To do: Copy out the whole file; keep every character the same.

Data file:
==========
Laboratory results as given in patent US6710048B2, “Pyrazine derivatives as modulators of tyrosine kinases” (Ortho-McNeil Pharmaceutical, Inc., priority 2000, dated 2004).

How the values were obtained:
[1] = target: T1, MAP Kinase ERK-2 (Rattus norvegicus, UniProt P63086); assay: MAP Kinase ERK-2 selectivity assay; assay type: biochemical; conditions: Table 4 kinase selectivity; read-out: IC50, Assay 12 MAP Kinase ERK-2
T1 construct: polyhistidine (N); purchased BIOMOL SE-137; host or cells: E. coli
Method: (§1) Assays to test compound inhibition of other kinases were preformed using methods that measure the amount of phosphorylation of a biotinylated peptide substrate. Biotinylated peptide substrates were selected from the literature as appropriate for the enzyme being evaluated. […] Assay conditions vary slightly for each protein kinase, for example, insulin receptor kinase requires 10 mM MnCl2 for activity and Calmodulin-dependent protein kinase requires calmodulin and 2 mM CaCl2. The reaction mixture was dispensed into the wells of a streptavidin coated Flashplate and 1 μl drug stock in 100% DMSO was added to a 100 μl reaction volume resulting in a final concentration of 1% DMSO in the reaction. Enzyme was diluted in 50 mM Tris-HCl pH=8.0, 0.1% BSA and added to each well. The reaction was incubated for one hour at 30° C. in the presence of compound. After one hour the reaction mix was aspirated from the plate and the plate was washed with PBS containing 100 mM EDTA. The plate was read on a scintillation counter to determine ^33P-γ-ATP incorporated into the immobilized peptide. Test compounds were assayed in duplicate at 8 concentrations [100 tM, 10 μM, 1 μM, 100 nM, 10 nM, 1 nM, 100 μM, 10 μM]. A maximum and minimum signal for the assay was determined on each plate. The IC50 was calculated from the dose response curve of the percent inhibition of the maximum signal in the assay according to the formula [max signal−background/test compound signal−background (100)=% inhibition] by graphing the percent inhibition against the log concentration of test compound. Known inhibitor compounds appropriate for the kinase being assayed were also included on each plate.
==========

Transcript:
Laboratory results as given in patent US6710048B2, “Pyrazine derivatives as modulators of tyrosine kinases” (Ortho-McNeil Pharmaceutical, Inc., priority 2000, dated 2004).

How the values were obtained:
[1] = target: T1, MAP Kinase ERK-2 (Rattus norvegicus, UniProt P63086); assay: MAP Kinase ERK-2 selectivity assay; assay type: biochemical; conditions: Table 4 kinase selectivity; read-out: IC50, Assay 12 MAP Kinase ERK-2
T1 construct: polyhistidine (N); purchased BIOMOL SE-137; host or cells: E. coli
Method: (§1) Assays to test compound inhibition of other kinases were preformed using methods that measure the amount of phosphorylation of a biotinylated peptide substrate. Biotinylated peptide substrates were selected from the literature as appropriate for the enzyme being evaluated. […] Assay conditions vary slightly for each protein kinase, for example, insulin receptor kinase requires 10 mM MnCl2 for activity and Calmodulin-dependent protein kinase requires calmodulin and 2 mM CaCl2. The reaction mixture was dispensed into the wells of a streptavidin coated Flashplate and 1 μl drug stock in 100% DMSO was added to a 100 μl reaction volume resulting in a final concentration of 1% DMSO in the reaction. Enzyme was diluted in 50 mM Tris-HCl pH=8.0, 0.1% BSA and added to each well. The reaction was incubated for one hour at 30° C. in the presence of compound. After one hour the reaction mix was aspirated from the plate and the plate was washed with PBS containing 100 mM EDTA. The plate was read on a scintillation counter to determine ^33P-γ-ATP incorporated into the immobilized peptide. Test compounds were assayed in duplicate at 8 concentrations [100 tM, 10 μM, 1 μM, 100 nM, 10 nM, 1 nM, 100 μM, 10 μM]. A maximum and minimum signal for the assay was determined on each plate. The IC50 was calculated from the dose response curve of the percent inhibition of the maximum signal in the assay according to the formula [max signal−background/test compound signal−background (100)=% inhibition] by graphing the percent inhibition against the log concentration of test compound. Known inhibitor compounds appropriate for the kinase being assayed were also included on each plate.